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CEO Spotlight: John Waterhouse, founder & principal of Elliott Bay Design Group

Posted on July 11, 2022

Elliott Bay Design Group (EBDG) has been involved with numerous cutting-edge vessel designs. Many of these have had a green focus.

The Seattle-based naval architecture, marine and electrical engineering company provides its services to vessel owners, operators and shipyards across the country.

In this Q&A, we talk to John Waterhouse, founder and principal of EBDG with over 40 years of industry experience, about the green efforts taking place in vessel design over the last year and how those efforts will expand into the future.

Marine Log (ML): Can you tell us more about EBDG’s involvement with perhaps one of the more recent vessel designs, the first-ever methanol-fueled towboat, the Hydrogen One, and EBDG’s role in this project?

John Waterhouse (JW): EBDG is pleased to be working with our teammates, Maritime Partners, e1 Marine, and ABB on this innovative project. EBDG’s role has been to take the technology developed by e1 and ABB and fit it into a vessel.

As described by one of our principals, Mike Complita: “Our naval architects have optimized the balance between reformers, fuel cells and batteries to maximize range and power while minimizing operational costs.”

Peak power output from the propulsion system will be 2,700 hp. making this vessel suitable for a fleeting operation or handling barges on smaller rivers. The technology is scalable, so there is no reason it couldn’t be applied to vessels of the Upper Mississippi River or Ohio River, where conventional vessels require 3,000 to 4,000 hp.

ML: EBDG has worked on several hybrid-electric and diesel-battery hybrid passenger vessel designs in recent years. Do you see this trending into future and what has changed in the world of hybrid vessels over the last few years?

JW: We certainly believe that battery hybrid will have lots of future applications to passenger vessels, workboats, and possibly even some fishing vessels. The key is to examine each application with an open mind. There is no magical solution that will work on all vessels! The challenge is to understand how energy is used over time and when there are opportunities for recharging that energy. Every operation will have a different answer. EBDG can help operators look at their fleets and identify which types of technology make sense for them.

The big trends we are seeing is the reduced cost per kilowatt hour for batteries and there are new battery chemistries that may provide better power density at a lower cost than today’s lithium-ion types. The other big trend is that more manufacturers are getting product into the market so our clients will have more vendors to choose from.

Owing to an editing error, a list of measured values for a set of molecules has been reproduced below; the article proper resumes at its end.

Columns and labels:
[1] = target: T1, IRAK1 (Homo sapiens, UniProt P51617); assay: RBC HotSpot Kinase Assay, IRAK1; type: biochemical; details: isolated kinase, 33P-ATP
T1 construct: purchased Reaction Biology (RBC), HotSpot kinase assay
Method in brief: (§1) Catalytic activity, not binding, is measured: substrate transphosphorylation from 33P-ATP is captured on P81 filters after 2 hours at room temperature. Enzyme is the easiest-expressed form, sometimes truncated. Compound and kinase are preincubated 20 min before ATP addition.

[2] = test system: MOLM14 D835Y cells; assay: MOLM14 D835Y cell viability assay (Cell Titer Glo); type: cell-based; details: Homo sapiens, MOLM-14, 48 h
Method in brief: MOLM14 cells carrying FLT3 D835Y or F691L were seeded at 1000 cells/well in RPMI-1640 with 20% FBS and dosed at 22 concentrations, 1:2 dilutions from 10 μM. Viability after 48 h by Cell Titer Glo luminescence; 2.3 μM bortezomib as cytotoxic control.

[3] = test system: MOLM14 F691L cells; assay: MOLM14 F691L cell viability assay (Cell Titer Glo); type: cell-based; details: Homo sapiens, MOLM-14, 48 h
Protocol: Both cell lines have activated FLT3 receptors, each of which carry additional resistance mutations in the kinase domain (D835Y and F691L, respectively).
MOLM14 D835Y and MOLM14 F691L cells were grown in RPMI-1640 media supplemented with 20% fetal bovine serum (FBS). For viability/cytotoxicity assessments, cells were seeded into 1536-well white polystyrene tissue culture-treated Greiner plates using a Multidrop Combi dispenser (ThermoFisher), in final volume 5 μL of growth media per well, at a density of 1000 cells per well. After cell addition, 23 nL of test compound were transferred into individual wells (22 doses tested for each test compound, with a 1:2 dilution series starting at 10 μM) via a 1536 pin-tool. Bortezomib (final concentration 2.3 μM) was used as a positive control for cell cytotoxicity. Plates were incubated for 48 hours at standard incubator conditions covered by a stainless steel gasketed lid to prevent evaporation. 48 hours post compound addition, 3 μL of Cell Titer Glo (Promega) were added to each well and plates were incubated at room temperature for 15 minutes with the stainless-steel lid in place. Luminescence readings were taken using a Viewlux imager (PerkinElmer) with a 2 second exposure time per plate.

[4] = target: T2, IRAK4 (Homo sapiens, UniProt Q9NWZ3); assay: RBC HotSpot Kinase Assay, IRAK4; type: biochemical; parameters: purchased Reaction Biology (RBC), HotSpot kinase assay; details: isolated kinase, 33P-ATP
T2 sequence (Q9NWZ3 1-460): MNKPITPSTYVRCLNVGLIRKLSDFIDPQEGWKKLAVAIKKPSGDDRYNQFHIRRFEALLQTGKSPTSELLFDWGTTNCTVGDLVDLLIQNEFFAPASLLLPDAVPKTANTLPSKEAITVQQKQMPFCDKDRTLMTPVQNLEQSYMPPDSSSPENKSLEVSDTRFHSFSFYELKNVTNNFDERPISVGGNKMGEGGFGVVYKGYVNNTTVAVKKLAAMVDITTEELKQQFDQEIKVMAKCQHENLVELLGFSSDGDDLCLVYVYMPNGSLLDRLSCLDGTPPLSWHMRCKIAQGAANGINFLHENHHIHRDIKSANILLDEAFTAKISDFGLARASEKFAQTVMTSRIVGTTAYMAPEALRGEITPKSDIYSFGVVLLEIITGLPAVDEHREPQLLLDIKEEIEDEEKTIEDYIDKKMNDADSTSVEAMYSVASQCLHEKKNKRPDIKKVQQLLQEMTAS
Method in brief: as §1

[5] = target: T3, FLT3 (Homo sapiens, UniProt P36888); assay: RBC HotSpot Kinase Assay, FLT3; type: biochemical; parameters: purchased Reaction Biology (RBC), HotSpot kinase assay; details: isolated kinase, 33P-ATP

ML: Of these hybrid passenger vessel projects, which presented your team with the most challenges and how did EBDG meet those hurdles?

JW: Each project has brought its own challenges so the EBDG team is always learning. Two lessons that may help others are as follows: 1) all electrical equipment produces some heat, regardless of the efficiency of the gear. Cooling systems are vital for keeping motors, batteries, and switchgear operating. 2) There is more electrical cabling than you think. Not just power cables but control and data cables connect everything together. This cabling needs careful attention as you lay out equipment and plan for cableways, bulkhead penetrations, electromagnetic interference, and future needs.

ML: EBDG worked on a concept design of a fuel cell powered high-speed foot ferry. Can you tell us more about this project and its green attributes?

JW: To best serve our clients, we need to understand how new technologies will impact a design. Low-emission vessels require additional equipment to reduce their environmental performance. This equipment adds weight, takes space, increases the capital cost, and must be maintained. It must also comply with safety regulations, which also impact the placement of equipment and may constrain some of the operations. The EBDG team needs to be informed on these issues so we can knowledgably advise our client.

We took the design of a high-speed catamaran ferry that was developed by our partners at AMD Marine Consulting for the Water Emergency Transportation Authority (WETA) in the San Francisco Bay Area. This vessel, the PYXIS, has conventional diesel engines with selective catalytic reduction (EPA Tier 4) and waterjet propulsion.

The vessel carries up to 445 passengers at 34 knots on a route from Vallejo to San Francisco.

We wanted to understand the impacts on design and cost if we were to shift to a zero-emission propulsion system using hydrogen fuel and fuel cells to power electric motors to drive the waterjets. Our goal was to keep the same performance of 445 passengers at 34 knots. The resulting design had a lightship weight increase of 63 MT, a beam increase of 1.25 meters, and a length increase of 4.5 meters.

The hydrogen fuel was stored as a compressed gas with sufficient volume for two round trips per day plus a 25% margin. Initial estimates showed that the zero-emission vessel would be approximately 2.5 times the cost of the smaller conventional design. Getting to zero emissions is not cost-free!

ML: Finally, can you tell us what the marine industry can expect from EBDG in terms of partnering on future green vessel projects and why (or if) you believe it’s important to do so?

JW: The EBDG team is committed to helping our clients build or convert vessels to achieve lower environmental impacts. As noted above, there is no magic solution so we as an industry must be looking at all types of alternative fuels, innovative technologies, energy reduction measures, and energy storage systems.


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